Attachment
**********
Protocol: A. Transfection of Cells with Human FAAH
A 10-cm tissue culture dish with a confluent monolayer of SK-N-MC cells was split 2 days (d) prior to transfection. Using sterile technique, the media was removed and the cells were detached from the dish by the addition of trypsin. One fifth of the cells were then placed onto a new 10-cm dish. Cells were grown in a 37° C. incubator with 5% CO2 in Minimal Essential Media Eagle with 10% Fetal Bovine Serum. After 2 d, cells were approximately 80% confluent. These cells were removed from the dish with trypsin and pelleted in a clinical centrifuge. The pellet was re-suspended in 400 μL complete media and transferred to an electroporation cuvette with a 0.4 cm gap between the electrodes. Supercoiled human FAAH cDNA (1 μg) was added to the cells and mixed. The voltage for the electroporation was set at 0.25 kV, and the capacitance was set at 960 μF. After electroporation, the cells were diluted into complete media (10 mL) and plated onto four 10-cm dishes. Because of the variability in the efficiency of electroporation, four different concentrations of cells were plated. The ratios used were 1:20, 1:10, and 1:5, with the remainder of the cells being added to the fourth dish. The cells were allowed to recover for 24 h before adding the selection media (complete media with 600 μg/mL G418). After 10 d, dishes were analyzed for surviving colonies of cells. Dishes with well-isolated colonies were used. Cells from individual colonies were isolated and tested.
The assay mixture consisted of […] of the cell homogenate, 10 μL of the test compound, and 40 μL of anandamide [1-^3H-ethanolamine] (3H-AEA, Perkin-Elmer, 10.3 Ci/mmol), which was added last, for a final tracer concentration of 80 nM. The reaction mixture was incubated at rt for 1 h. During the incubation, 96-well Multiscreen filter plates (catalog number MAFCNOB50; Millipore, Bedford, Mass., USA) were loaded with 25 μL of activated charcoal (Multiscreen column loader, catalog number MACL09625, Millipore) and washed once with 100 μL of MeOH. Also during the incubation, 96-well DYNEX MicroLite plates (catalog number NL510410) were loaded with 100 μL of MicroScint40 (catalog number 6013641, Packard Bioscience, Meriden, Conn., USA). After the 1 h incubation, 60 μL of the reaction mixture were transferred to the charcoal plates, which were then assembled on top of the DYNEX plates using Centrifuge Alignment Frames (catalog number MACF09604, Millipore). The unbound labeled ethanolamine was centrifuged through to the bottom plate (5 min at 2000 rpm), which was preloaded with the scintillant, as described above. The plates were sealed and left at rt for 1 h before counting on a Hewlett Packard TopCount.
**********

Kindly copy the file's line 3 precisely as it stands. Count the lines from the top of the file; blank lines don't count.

The assay mixture consisted of […] of the cell homogenate, 10 μL of the test compound, and 40 μL of anandamide [1-^3H-ethanolamine] (3H-AEA, Perkin-Elmer, 10.3 Ci/mmol), which was added last, for a final tracer concentration of 80 nM. The reaction mixture was incubated at rt for 1 h. During the incubation, 96-well Multiscreen filter plates (catalog number MAFCNOB50; Millipore, Bedford, Mass., USA) were loaded with 25 μL of activated charcoal (Multiscreen column loader, catalog number MACL09625, Millipore) and washed once with 100 μL of MeOH. Also during the incubation, 96-well DYNEX MicroLite plates (catalog number NL510410) were loaded with 100 μL of MicroScint40 (catalog number 6013641, Packard Bioscience, Meriden, Conn., USA). After the 1 h incubation, 60 μL of the reaction mixture were transferred to the charcoal plates, which were then assembled on top of the DYNEX plates using Centrifuge Alignment Frames (catalog number MACF09604, Millipore). The unbound labeled ethanolamine was centrifuged through to the bottom plate (5 min at 2000 rpm), which was preloaded with the scintillant, as described above. The plates were sealed and left at rt for 1 h before counting on a Hewlett Packard TopCount.